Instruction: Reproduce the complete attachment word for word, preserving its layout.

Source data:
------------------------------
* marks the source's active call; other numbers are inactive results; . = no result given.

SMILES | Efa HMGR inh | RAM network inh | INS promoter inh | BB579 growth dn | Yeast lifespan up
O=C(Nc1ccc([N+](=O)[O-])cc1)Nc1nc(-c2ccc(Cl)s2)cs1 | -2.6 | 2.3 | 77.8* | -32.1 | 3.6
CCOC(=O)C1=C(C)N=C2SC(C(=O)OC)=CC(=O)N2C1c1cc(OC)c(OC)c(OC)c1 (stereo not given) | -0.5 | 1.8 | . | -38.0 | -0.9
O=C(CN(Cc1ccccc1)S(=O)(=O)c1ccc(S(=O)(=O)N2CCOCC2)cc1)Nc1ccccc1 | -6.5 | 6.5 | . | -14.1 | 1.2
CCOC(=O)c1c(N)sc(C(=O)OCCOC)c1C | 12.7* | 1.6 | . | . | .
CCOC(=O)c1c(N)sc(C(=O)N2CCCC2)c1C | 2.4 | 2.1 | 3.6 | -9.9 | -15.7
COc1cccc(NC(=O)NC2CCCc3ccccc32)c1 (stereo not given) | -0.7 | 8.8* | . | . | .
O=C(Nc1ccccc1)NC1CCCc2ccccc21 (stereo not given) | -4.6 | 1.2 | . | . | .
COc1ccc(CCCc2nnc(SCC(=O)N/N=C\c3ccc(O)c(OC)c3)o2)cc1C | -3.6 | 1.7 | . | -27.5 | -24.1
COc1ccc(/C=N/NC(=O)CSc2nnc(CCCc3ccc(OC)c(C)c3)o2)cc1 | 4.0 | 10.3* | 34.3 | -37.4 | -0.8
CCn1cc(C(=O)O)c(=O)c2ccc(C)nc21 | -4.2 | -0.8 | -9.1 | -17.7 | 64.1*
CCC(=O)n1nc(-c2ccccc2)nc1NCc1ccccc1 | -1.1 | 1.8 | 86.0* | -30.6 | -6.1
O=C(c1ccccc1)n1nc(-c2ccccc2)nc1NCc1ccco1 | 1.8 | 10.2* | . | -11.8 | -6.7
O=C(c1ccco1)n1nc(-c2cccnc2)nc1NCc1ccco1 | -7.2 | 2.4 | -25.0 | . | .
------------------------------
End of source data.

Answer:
* marks the source's active call; other numbers are inactive results; . = no result given.

SMILES | Efa HMGR inh | RAM network inh | INS promoter inh | BB579 growth dn | Yeast lifespan up
O=C(Nc1ccc([N+](=O)[O-])cc1)Nc1nc(-c2ccc(Cl)s2)cs1 | -2.6 | 2.3 | 77.8* | -32.1 | 3.6
CCOC(=O)C1=C(C)N=C2SC(C(=O)OC)=CC(=O)N2C1c1cc(OC)c(OC)c(OC)c1 (stereo not given) | -0.5 | 1.8 | . | -38.0 | -0.9
O=C(CN(Cc1ccccc1)S(=O)(=O)c1ccc(S(=O)(=O)N2CCOCC2)cc1)Nc1ccccc1 | -6.5 | 6.5 | . | -14.1 | 1.2
CCOC(=O)c1c(N)sc(C(=O)OCCOC)c1C | 12.7* | 1.6 | . | . | .
CCOC(=O)c1c(N)sc(C(=O)N2CCCC2)c1C | 2.4 | 2.1 | 3.6 | -9.9 | -15.7
COc1cccc(NC(=O)NC2CCCc3ccccc32)c1 (stereo not given) | -0.7 | 8.8* | . | . | .
O=C(Nc1ccccc1)NC1CCCc2ccccc21 (stereo not given) | -4.6 | 1.2 | . | . | .
COc1ccc(CCCc2nnc(SCC(=O)N/N=C\c3ccc(O)c(OC)c3)o2)cc1C | -3.6 | 1.7 | . | -27.5 | -24.1
COc1ccc(/C=N/NC(=O)CSc2nnc(CCCc3ccc(OC)c(C)c3)o2)cc1 | 4.0 | 10.3* | 34.3 | -37.4 | -0.8
CCn1cc(C(=O)O)c(=O)c2ccc(C)nc21 | -4.2 | -0.8 | -9.1 | -17.7 | 64.1*
CCC(=O)n1nc(-c2ccccc2)nc1NCc1ccccc1 | -1.1 | 1.8 | 86.0* | -30.6 | -6.1
O=C(c1ccccc1)n1nc(-c2ccccc2)nc1NCc1ccco1 | 1.8 | 10.2* | . | -11.8 | -6.7
O=C(c1ccco1)n1nc(-c2cccnc2)nc1NCc1ccco1 | -7.2 | 2.4 | -25.0 | . | .